1996s Face to Face on the House of Blues label came after Houston took a fairly lengthy hiatus from recording. The album marked a return to her gospel roots, and featured a 30-member Newark, New Jersey choir. Houston has a long history with Newarks New Hope Baptist Church choir, serving for periods as its music and choir director and hosting the weekly church radio broadcast. Im very proud of this album, she told Jet in 1996. I did not want to go into a studio with music I wasnt in love with. I have so much to say through gospel songs, and I believe I write much better gospel lyrics and music than pop. Fellow music industry personnel apparently agreed, as Houston won her first Grammy award for the album.

Houston also contributed to the gospel soundtrack for the 1997 film The Preachers Wife, in which Whitney starred. In a review of the album in People, the elder Houston was praised as one of the veteran singers who [blew] Whitney away with their authority [and] tempt you to seek out their albums for the gospel truth. Houston released a second solo gospel album on House of Blues in 1997.

In 1998 Houston shared her life story with How Sweet the Sound: My Life with God and Gospel, an autobiography she wrote with Jonathan Singer. The book chronicled her life and faith, including tragedies such as the death of her mother when she was only eight and the loss of her father to cancer when she was 18. Those expecting a gossipy tell-all were likely to be disappointed, however. As Houston told Jet in 1998, I know people are so interested to know what you did on the road with this one and that one. I didnt want to write that because whatever I did on the road, Ive forgotten I think its lousy that people write about people who they worked with. I did not want to do that. I said if I can write about my gospel and my faith and my experiences, then I would consider [writing a memoir]. So thats how this book came about.

Houston may never match her daughter Whitney in terms of fame, but the elder Houston seemed pleased with her career and the religious beliefs she instilled in her children. A lot of things Ive done have come late in life, and its like a whole new career starting up, she told Jet in 1998. I dont have any regrets about the way I planned and lived my life. I am very proud of what Ive become.

Selected discography

(with the Sweet Inspirations) Sweet Inspirations, Atlantic, 1968.

(with the Sweet Inspirations) What the World Needs Now is Love, Atlantic, 1968.

Cissy Houston, Janus, 1971.

Cissy Houston, Private Stock, 1977.

Warning Danger, Columbia, 1979.

Step Aside fora Lady, Columbia, 1980.

(With Chuck Jackson) III Take Care of You, Shanachie, 1992.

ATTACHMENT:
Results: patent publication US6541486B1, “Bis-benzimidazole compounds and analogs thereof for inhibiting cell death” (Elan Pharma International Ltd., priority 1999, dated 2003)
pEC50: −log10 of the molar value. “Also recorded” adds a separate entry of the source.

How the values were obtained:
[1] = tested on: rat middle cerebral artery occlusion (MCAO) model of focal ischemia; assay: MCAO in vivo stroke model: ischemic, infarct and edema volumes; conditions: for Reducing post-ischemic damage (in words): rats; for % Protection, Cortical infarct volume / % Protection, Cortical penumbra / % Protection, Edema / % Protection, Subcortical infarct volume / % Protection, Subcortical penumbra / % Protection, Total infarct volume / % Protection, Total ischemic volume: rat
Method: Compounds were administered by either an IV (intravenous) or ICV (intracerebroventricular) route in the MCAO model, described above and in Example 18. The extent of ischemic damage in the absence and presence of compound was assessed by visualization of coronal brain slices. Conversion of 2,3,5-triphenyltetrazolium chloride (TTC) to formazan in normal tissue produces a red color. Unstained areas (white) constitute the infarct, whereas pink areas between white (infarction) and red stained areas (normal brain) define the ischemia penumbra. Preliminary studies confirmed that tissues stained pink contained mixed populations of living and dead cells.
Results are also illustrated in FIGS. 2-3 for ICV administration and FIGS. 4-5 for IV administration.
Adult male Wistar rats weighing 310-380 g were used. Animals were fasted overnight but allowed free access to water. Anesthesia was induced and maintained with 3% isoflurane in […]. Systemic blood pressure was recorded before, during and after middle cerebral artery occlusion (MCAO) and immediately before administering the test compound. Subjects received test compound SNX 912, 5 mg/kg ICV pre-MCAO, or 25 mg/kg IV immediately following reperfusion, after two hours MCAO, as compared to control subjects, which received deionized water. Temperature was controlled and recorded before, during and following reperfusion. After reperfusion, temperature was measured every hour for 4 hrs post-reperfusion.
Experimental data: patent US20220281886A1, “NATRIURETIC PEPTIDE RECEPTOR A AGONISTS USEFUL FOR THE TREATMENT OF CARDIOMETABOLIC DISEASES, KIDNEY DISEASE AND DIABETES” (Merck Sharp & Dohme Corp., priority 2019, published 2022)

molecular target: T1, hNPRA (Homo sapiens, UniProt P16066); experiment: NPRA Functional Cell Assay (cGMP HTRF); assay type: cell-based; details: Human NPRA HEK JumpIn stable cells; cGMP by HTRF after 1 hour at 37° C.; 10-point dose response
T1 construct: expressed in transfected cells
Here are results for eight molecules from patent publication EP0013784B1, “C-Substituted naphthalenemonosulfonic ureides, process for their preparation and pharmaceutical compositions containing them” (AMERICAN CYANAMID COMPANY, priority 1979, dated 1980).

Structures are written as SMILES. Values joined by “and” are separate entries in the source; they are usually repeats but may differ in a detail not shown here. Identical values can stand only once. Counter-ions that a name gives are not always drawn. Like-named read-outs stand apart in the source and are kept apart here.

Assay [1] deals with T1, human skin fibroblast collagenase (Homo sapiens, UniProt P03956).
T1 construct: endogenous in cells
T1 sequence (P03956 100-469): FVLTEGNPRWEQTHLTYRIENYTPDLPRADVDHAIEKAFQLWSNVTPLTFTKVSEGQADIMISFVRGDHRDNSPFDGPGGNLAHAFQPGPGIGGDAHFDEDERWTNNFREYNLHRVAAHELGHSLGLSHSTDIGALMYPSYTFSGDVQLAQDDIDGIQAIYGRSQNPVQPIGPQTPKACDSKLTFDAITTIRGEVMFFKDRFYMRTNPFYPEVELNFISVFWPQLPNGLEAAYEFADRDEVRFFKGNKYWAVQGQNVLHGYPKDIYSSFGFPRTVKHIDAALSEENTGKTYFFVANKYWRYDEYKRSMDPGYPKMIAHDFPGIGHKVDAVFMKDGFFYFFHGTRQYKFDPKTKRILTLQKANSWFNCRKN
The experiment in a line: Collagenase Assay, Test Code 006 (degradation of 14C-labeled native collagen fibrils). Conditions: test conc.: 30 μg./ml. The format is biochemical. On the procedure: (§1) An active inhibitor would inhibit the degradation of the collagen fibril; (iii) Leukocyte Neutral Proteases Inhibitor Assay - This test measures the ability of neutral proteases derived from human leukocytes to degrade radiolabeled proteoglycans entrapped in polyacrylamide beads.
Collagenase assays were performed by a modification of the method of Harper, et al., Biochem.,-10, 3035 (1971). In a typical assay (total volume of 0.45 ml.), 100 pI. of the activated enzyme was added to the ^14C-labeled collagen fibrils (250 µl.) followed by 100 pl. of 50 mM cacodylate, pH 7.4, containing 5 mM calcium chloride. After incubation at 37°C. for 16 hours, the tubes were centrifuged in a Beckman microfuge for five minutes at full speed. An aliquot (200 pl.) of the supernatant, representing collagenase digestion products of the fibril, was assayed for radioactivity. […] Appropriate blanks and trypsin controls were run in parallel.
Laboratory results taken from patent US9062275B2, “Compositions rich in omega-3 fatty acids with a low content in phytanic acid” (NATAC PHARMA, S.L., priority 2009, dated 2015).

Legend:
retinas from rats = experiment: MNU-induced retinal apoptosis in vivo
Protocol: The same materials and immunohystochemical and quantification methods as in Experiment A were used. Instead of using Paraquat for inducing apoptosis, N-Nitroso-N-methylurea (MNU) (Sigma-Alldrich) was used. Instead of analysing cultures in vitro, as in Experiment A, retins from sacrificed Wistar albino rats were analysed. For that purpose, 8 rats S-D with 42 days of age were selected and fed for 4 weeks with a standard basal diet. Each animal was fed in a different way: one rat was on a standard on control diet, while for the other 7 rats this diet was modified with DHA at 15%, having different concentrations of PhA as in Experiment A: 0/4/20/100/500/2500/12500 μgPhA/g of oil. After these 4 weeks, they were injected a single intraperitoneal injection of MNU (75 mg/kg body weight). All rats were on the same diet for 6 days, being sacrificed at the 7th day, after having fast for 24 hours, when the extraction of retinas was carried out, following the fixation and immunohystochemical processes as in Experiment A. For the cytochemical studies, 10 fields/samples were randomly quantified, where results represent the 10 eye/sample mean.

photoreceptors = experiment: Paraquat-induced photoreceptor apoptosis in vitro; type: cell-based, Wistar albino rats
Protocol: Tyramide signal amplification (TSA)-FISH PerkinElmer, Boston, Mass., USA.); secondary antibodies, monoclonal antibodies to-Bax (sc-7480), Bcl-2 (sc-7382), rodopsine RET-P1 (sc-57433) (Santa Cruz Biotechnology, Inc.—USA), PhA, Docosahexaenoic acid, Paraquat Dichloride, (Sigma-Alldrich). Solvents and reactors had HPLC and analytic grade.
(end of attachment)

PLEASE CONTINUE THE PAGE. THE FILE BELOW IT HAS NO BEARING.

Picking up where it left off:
Face to Face, House of Blues, 1996.

Sources

Books

Clarke, Donald, editor, Penguin Encyclopedia of Popular Music, Viking, 1989.

DeCurtis, Anthony and James Henke, editors, Rolling Stone Album Guide, Random House, 1992.

Larkin, Colin, editor, Guiness Encyclopedia of Popular Music, Vol. 3, Guiness Publishing, 1995.

Periodicals

Booklist, April 15, 1998.

Consumers Research Magazine, December 1992.

Ebony, July 1991; May 1995.

Jet, May 13, 1996; June 15, 1998.

People, June 26, 1989; January 13, 1997; August 10, 1998.

Publishers Weekly, December 16, 1996; April 27, 1998.

K. Michelle Moran

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"Houston, Cissy." Contemporary Musicians. . Encyclopedia.com. 17 Aug. 2017 <http://www.encyclopedia.com>.

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Houston, Cissy 19(?)(?)–

Cissy Houston 19(?)(?)

Vocalist

At a Glance

Selected discography

Sources

When Whitney Houston skyrocketed to superstardom, many wondered what had made her an overnight sensation. Those on the musical scene, however, knew that Whitneys role model was her very talented mother, Cissy. The elder Houston has had a lengthy musical career as a gospel, pop, and blues singer. In fact, one reviewer for the Los Angeles Times commented that mother Cissys performance at an AIDS benefit put daughter Whitney to shame.

Cissy Houston is the daughter of Nitch Drinkard, a Newark factory worker, and Delia, a housewife. She started singing at the age of five with the family gospel group, the Drinkard Singers, in Newark, New Jersey. After years of singing gospel, she crossed over into the pop world and formed the group Sweet Inspirations with Sylvia Sherwell, Myrna Smith, and Estelle Brown. Before they recorded on their own, they were to perform on literally hundreds of songs for other artists. Labels they worked under included Atlantic Records in Memphis, Muscle Shoals, and New York.

Then in 1968 the experienced group decided to perform on their own. In that year they released their only two albums: Sweet Inspirations and What the World Needs Now is Love. They made the Top 20 that year with the hit single SweetInspiration. Soon after hitting the charts, however, Cissy left the Sweet Inspirations to pursue a solo career.

Cissy went on to utilize her musical talents in a variety of ways. She was the first person to record Midnight Train to Georgia, which later became a big hit for Gladys Knight and the Pips. She did backup work for numerous artists, including Elvis Presley, Aretha Franklin, Dionne Warwick, and recorded with Wilson Pickett, Connie Francis, and Nina Simone. She also scored successes as a solo artist by recording Tomorrow and Think it Over, from the musical Annie.